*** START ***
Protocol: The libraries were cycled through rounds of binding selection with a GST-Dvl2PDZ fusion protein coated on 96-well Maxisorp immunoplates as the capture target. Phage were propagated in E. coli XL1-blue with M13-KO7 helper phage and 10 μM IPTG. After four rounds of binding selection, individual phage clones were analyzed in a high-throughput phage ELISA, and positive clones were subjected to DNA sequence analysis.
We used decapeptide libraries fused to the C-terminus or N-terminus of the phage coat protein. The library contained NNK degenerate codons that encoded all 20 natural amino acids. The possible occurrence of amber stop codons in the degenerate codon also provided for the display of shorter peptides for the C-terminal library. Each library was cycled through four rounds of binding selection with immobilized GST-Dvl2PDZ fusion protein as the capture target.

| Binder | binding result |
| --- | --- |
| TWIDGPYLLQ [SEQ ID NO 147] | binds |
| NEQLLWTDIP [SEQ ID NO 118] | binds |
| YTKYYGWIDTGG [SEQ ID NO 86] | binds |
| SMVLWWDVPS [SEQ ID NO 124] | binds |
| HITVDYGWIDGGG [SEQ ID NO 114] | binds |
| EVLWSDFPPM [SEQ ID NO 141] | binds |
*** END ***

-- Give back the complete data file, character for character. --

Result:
Protocol: The libraries were cycled through rounds of binding selection with a GST-Dvl2PDZ fusion protein coated on 96-well Maxisorp immunoplates as the capture target. Phage were propagated in E. coli XL1-blue with M13-KO7 helper phage and 10 μM IPTG. After four rounds of binding selection, individual phage clones were analyzed in a high-throughput phage ELISA, and positive clones were subjected to DNA sequence analysis.
We used decapeptide libraries fused to the C-terminus or N-terminus of the phage coat protein. The library contained NNK degenerate codons that encoded all 20 natural amino acids. The possible occurrence of amber stop codons in the degenerate codon also provided for the display of shorter peptides for the C-terminal library. Each library was cycled through four rounds of binding selection with immobilized GST-Dvl2PDZ fusion protein as the capture target.

| Binder | binding result |
| --- | --- |
| TWIDGPYLLQ [SEQ ID NO 147] | binds |
| NEQLLWTDIP [SEQ ID NO 118] | binds |
| YTKYYGWIDTGG [SEQ ID NO 86] | binds |
| SMVLWWDVPS [SEQ ID NO 124] | binds |
| HITVDYGWIDGGG [SEQ ID NO 114] | binds |
| EVLWSDFPPM [SEQ ID NO 141] | binds |